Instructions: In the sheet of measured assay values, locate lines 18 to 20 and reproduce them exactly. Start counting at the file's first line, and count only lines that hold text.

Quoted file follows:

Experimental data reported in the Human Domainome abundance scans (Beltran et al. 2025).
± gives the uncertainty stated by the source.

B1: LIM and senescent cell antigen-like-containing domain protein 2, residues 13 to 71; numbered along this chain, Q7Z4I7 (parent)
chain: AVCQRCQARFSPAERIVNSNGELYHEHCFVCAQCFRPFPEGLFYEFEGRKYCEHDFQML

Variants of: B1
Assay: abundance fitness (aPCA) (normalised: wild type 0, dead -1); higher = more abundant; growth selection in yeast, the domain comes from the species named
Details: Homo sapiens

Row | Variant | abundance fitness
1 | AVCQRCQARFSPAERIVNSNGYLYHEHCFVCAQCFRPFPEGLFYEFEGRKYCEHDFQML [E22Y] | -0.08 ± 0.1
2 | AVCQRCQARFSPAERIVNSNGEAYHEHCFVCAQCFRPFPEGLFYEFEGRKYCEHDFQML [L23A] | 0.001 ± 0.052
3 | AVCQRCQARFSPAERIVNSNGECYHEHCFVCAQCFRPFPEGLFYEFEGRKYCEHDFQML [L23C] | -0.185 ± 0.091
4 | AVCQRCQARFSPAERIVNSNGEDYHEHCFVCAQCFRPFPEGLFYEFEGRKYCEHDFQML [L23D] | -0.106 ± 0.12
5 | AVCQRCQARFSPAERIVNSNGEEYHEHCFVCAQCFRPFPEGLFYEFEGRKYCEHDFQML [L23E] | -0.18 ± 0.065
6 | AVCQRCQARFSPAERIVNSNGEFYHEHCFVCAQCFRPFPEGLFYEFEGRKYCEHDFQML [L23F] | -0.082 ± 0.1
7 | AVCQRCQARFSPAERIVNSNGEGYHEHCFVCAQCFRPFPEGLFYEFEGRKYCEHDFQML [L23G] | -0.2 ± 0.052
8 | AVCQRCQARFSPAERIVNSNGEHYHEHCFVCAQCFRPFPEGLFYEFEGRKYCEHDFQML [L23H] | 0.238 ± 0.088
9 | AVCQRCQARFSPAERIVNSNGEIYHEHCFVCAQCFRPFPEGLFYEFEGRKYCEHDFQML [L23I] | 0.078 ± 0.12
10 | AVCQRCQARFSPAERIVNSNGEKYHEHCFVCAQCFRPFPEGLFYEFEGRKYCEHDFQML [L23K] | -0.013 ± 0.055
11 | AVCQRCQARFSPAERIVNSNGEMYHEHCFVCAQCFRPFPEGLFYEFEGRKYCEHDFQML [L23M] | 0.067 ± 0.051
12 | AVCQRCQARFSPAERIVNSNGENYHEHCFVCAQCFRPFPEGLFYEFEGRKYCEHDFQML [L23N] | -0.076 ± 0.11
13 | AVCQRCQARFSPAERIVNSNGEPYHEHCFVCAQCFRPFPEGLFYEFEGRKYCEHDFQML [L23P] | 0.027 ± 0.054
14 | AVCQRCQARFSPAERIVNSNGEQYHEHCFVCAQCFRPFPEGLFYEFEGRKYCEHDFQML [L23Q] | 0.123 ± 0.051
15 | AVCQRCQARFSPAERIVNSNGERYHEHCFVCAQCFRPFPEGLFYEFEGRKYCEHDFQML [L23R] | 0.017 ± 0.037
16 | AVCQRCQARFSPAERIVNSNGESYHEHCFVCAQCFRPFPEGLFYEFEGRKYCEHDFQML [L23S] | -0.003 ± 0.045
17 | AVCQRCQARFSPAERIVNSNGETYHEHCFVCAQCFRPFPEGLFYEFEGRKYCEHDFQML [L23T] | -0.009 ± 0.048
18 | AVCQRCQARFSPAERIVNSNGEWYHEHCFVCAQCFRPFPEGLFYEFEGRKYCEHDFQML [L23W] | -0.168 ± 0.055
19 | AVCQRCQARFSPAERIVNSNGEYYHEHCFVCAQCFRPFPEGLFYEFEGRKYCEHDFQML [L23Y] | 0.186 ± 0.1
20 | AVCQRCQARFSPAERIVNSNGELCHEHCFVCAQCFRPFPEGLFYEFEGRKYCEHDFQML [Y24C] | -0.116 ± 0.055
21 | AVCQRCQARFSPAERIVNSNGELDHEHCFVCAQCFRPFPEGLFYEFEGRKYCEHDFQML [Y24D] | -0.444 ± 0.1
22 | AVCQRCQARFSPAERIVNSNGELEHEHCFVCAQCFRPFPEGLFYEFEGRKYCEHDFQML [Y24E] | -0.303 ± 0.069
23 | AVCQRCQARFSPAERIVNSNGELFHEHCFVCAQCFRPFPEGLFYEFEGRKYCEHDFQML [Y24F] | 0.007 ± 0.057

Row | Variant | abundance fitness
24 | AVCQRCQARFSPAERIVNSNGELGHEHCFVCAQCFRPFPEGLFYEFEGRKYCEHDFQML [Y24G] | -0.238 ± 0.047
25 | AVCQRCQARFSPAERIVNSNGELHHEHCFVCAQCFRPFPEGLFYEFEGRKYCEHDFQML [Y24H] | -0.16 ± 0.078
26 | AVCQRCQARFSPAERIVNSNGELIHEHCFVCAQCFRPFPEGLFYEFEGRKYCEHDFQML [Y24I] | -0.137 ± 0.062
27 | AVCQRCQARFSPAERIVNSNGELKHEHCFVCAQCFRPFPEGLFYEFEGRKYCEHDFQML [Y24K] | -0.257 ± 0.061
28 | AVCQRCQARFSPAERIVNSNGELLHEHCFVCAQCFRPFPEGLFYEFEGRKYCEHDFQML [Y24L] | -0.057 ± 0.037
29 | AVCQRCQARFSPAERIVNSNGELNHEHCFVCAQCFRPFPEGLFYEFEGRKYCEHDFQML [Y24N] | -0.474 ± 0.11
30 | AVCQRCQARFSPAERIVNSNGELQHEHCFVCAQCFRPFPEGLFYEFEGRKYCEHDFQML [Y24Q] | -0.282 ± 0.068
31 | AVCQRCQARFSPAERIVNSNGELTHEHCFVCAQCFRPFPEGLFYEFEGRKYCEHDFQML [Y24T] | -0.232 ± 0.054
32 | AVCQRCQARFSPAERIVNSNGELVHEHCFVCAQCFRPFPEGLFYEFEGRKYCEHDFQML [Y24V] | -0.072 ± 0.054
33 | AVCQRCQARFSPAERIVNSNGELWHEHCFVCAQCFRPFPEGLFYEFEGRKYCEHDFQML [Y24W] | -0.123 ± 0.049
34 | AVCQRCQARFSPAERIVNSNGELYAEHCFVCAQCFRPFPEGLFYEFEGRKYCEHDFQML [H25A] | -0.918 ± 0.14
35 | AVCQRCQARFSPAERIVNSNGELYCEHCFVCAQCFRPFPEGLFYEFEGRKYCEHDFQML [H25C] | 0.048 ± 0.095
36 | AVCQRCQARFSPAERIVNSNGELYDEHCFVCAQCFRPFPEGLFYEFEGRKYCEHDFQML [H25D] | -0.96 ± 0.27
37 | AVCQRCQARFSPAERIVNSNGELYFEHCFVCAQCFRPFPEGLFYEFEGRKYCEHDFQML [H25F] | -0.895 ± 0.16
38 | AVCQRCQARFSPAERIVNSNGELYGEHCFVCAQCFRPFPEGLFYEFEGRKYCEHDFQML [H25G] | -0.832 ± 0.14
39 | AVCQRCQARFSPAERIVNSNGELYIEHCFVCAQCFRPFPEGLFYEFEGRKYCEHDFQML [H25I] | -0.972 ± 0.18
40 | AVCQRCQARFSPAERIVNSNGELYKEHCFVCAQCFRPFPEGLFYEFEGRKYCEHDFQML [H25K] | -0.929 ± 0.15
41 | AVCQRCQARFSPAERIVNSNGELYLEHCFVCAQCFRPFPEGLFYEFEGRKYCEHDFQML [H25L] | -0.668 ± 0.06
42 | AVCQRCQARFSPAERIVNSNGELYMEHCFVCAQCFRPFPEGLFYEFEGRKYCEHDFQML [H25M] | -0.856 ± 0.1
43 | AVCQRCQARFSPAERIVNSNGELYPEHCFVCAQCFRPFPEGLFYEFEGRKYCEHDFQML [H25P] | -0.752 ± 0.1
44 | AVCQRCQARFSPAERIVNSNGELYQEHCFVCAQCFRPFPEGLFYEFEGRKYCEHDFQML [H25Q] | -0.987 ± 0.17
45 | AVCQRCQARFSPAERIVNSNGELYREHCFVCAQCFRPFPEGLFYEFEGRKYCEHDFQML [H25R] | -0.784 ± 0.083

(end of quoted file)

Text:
10 | AVCQRCQARFSPAERIVNSNGEKYHEHCFVCAQCFRPFPEGLFYEFEGRKYCEHDFQML [L23K] | -0.013 ± 0.055
11 | AVCQRCQARFSPAERIVNSNGEMYHEHCFVCAQCFRPFPEGLFYEFEGRKYCEHDFQML [L23M] | 0.067 ± 0.051
12 | AVCQRCQARFSPAERIVNSNGENYHEHCFVCAQCFRPFPEGLFYEFEGRKYCEHDFQML [L23N] | -0.076 ± 0.11